Your community can now offer its participants dynamic and personalized recommendations of both people and content. Telligent Analytics looks at your community’s data, compares it with each member’s unique interests, and then delivers personalized recommendations to that member. Telligent Analytics doesn’t just tell you how your community’s doing; it applies the analytics to improve your community members’ experience.

So if you want to go into this study applied in more practical detail here’s Robert Kraut’s paper (pdf) with the graphs and stats:

A Simulation for Designing Online Community: Member Motivation, Contribution, and Discussion Moderation – (pdf: 10.1.1.141.6657)

Or maybe you’d like to read the chapter’s of Kraut’s 2012 bookBuilding successful online communities: Evidence-based social design:

  • Resnick, P. & Kraut, R. Introduction [PDF]
  • Kraut, R. E. & Resnick, P. Encouraging contributions to online communities [PDF]
  • Ren, Y, Kraut, R. E. & Kiesler, S. Encouraging commitment in online communities [PDF]
  • Kraut, R. E., Burke, M. & Riedl, J. Dealing with newcomers [PDF]
  • Kiesler, S, Kittur, A., Kraut, R., & Resnick, P. Regulating behavior in online communities [PDF]
  • Resnick, P, Konstan, J & Chen, Y. Starting a community. [PDF]

How your community can help SEO (and vice versa)

I recently contributed to the discussion on the community manager forum e-mint on ways to make money from your community, and still keep your members happy. Today I was contacted by Peter Belden at Extole with a way which I’d tried myself when I worked at Shopping.com after the impact of Google’s search algorithm changes. Namely using user generated content to improve your site’s search rankings, and thus your ability for people to find you and shop if you have a store. So without further ado, here are their 3 big tips:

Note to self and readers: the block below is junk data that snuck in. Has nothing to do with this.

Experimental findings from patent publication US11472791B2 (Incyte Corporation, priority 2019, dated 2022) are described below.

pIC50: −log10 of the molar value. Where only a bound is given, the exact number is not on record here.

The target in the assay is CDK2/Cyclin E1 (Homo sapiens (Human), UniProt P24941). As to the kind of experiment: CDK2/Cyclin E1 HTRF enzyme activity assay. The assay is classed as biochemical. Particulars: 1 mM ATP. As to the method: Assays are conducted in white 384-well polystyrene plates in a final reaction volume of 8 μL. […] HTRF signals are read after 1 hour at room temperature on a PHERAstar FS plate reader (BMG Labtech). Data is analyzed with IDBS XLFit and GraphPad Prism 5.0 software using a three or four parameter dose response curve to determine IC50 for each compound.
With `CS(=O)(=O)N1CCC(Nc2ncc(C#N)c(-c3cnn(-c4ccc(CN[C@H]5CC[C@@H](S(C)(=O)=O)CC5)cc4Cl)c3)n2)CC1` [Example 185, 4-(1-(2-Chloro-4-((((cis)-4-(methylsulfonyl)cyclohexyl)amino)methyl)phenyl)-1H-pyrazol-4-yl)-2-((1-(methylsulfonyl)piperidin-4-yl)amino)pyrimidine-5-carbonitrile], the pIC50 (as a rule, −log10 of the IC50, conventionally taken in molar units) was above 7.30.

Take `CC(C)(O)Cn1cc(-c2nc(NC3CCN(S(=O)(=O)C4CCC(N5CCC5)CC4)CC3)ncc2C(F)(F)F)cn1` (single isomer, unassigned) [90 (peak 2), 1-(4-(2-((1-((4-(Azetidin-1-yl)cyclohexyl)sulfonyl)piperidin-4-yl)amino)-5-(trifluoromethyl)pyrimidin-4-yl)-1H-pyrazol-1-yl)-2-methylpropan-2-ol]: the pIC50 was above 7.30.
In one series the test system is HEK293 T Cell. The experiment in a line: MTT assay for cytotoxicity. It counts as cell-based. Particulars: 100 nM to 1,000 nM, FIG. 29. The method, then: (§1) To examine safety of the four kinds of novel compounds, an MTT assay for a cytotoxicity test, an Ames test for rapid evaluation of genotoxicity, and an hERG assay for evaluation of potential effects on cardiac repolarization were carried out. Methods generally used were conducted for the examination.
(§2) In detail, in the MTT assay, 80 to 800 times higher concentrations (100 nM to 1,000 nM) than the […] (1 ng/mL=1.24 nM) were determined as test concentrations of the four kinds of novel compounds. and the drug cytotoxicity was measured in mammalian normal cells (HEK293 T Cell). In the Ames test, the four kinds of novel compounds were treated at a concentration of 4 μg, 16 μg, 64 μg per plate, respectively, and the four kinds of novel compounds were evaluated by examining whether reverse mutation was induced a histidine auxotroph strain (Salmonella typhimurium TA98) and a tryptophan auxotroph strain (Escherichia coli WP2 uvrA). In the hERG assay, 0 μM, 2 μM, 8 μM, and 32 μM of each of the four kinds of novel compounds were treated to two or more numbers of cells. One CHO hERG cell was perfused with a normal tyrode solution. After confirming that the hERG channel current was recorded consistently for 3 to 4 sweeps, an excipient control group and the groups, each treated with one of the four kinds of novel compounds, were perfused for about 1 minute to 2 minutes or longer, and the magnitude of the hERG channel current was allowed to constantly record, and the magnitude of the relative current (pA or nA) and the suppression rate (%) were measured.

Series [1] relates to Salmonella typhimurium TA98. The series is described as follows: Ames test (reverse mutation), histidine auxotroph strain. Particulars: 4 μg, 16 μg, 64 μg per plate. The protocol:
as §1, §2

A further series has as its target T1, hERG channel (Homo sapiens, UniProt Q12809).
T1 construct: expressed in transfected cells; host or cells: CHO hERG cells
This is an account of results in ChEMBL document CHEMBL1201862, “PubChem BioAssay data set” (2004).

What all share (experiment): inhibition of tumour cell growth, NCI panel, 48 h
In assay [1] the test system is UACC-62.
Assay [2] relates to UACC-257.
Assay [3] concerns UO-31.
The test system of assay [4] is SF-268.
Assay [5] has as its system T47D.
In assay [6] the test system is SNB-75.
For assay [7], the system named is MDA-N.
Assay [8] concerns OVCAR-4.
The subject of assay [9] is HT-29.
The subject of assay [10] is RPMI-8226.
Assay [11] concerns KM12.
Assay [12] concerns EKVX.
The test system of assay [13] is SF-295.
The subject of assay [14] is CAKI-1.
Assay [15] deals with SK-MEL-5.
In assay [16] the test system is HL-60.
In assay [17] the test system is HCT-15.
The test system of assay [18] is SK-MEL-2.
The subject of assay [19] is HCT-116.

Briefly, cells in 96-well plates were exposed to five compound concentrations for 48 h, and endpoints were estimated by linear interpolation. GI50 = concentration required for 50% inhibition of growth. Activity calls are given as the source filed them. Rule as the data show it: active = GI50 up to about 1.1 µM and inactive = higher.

There are three tips that marketers should keep in mind when launching C2C social marketing programs to help impact and improve their SERP:

1. Engage your customers wherever they are: Customers engage with brands across their websites, social networks, purchase and post-purchase environments, in-store and more. The most effective way to drive participation in a C2C program is to promote it across channels; via your corporate website, email blasts, and on social networks to drive the highest awareness, participation, and amplification rate.
By giving consumers the option to decide where they want to engage, you will drive higher participation and foster more creation and sharing of stories.

2. Make sharing easy: Make it easy for customers to share stories about your brand, products, and services with their friends. Include relevant sharing options (email, Facebook, Twitter, Google+, etc.).

3. Increase participation through incentives: Give customer advocates a compelling reason to share with their friends. This could be an internal offer (free goods, discounts, or loyalty points), gift cards, or charitable donations. Make sure there is an incentive for their friends to make sharing more attractive. With relevant and appropriate incentives, marketers will see more sharing from their advocates, which will produce more social signals that can be picked up by the search engines.